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new to running? well alright then! - The Original Live Journal Runners Club
supermanz
runners
supermanz
new to running? well alright then!
As has been noted, we've gotten LOTS of new, enthusiastic runners here thanks to the spotlight. I wanna say a hearty welcome to all of you! I've been noticing over the past day or so, a lot of people who are new to the community are also relatively new to running and are asking similar questions, or questions that have similar answers. So in the interest of trying to make things easy for everyone, I was thinking of making a 'getting into running' post for people just starting out or getting back into it after a long layoff or people who want to do it more regularly/seriously. I'm just going to list a few things I think are important for every beginning runner to keep in mind that hopefully also covers many of the questions they were wondering. Everyone and anyone should feel free to add their own advice, or spin on advice, or things that work for them, or correct me and tell me I'm dumb, or whatever else.

-The most important thing, I think, is to start off slowly. Don't expect that you're going to be running 5 minute miles, or 20 mile long runs, right away. If you do too much too soon, you're going to get hurt and then you won't be doing any running. Ease into it, I think a good rule of thumb is to increase intensity by 10% each week. A lot of beginners here have mentioned the Couch to 5K program.
-Don't be afraid to walk! I know this community is called 'runners' but sometimes walking in the middle of a run to break it up when it gets too hard can help you extend the length of your run, thus keeping your heart rate elevated for a longer period of time, giving you the cardiovascular benefits longer.
-Go to a running store and get someone who knows to help you find a running shoe that's right for you. Everyone's feet are different and as such different running shoes work best for different feet (high arches, low arches, etc.) It might be a tad pricey, but it could also prevent future injuries (it did for me!) and treating those can be costlier.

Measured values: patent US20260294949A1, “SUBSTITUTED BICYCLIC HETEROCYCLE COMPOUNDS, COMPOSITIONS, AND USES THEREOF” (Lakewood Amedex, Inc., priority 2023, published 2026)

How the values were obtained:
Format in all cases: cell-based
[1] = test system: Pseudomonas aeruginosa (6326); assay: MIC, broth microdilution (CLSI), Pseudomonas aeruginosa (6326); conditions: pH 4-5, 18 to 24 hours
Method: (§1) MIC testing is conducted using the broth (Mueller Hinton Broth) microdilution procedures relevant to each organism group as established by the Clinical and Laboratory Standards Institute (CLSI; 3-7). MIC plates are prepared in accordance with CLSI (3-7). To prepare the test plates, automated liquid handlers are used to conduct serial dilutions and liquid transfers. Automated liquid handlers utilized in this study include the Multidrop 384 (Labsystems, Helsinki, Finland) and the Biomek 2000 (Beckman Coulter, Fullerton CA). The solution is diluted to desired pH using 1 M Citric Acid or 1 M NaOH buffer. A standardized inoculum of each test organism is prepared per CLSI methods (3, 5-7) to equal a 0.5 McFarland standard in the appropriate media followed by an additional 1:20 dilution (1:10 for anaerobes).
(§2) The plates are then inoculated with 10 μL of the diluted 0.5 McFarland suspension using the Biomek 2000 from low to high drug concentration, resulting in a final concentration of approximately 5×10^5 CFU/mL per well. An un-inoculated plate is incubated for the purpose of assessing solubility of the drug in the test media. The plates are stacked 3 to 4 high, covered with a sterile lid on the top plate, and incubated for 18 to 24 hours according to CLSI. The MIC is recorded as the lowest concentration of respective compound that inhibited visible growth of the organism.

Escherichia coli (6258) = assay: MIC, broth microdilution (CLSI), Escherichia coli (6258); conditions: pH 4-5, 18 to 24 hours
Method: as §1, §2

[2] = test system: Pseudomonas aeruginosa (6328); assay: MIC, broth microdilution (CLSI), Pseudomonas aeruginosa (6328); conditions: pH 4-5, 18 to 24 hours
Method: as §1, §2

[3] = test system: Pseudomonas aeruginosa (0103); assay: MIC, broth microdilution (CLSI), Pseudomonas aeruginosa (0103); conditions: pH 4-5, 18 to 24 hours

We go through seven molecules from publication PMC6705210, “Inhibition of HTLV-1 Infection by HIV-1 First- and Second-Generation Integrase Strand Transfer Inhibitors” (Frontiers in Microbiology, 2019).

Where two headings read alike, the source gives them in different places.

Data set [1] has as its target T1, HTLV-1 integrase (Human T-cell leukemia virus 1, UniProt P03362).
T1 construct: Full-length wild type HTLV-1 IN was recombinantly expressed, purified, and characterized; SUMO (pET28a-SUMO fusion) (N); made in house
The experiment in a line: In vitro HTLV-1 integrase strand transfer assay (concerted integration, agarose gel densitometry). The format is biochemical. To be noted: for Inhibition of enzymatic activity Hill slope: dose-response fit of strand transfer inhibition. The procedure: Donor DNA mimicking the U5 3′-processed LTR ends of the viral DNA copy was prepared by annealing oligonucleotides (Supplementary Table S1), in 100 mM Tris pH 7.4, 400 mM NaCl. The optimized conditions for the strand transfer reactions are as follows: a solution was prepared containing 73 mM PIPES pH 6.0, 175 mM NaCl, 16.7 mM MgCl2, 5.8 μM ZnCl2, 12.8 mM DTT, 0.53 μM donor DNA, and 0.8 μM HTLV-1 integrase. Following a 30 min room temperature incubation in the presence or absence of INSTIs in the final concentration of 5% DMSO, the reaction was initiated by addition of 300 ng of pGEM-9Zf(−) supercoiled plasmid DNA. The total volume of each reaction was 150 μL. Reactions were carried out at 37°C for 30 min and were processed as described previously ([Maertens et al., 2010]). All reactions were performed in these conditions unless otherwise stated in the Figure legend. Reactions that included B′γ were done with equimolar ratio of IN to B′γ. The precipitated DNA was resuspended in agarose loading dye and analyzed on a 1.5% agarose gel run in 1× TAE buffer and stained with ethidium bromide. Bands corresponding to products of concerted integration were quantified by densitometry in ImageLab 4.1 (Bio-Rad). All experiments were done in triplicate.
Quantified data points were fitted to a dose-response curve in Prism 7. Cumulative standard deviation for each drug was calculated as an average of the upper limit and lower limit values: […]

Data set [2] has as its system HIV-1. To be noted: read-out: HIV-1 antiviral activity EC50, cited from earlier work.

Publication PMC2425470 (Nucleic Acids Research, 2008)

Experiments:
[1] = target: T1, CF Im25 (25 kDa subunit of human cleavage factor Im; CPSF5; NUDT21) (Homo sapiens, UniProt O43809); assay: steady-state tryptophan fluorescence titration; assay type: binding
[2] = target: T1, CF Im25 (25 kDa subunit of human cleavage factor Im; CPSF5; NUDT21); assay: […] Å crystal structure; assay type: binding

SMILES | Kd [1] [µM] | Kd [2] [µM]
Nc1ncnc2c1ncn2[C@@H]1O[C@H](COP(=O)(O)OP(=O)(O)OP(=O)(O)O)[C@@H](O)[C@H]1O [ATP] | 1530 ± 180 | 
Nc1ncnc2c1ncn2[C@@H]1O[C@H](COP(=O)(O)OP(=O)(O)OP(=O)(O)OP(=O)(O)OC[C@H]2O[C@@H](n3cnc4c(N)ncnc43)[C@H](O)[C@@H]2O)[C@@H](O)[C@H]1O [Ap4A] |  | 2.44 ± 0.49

-Weight training is not just for bodybuilders and football players! This article explains why better than I could but essenitally it helps prevent injury, and improves your speed and stamina. Don't be afraid of resistance training, just make sure you do it right. For newbie weight trainers, I recommend Stumptuous.com which I know is more geared towards women but still has excellent information for everyone.
-MapMyRun is a great website that allows you to keep a running log of your runs, map out distances and elevations and save those routes for future use. There's other sites out there too that work just as well, that's just the one I use. Keeping track of what you've done can be a good motivator for the future. Setting short and long term goals can really help you stick with something and down the road you can look back with pride to see how far you've come!
-I think a big obstacle to people just starting out is actually making running a habit. If you skip a few days, that can turn into a week or two, then a month, and you're back at square one. So...Schedule a run like you would schedule a doctor's appt. or a meeting or a class. I know everyone has busy schedules and often it's easy to say I'll just run tomorrow, and it keeps getting pushed back. Set some time aside beforehand, and on a regular basis, and make that time "running time". If you stick to a routine, it'll become a habit
-It also can help to find someone to run with. If you know you're going to be running with a friend, it may help motivate you to push, or go in the first place, when you may not be feeling it that day. and vice versa.
-Get enough rest! Just like with any exercise, you're body needs time to recover, so make sure you get enough sleep, especially on days you run. It'll help with soreness and recovery time, so you can be ready for your next run!
-Get enough food! I know some people start running to lose weight and it can definitely help with that. But running on a severely restricted diet is dangerous. There's 8 gazillion different nutrition plans and each of them can work for some people and not for others. Whatever diet you're on, make sure to get enough carbs, they're the primary fuel for runs and not poison as some diet plans may have you believe. Just remember that if you've just started running, you're burning more calories than you have been normally.
-Keep in mind the weather. Remember than when you start running, you're body is going to warm up so I tend to dress a little lighter than what would be comfortable to walk around in and once I start running I warm up to a more comfortable temperature. Also cotton can get soaked in sweat and become uncomfortable, and even cold in the winter, so it may be worth investing in some moisture-whicking material that all major brands sell nowadays.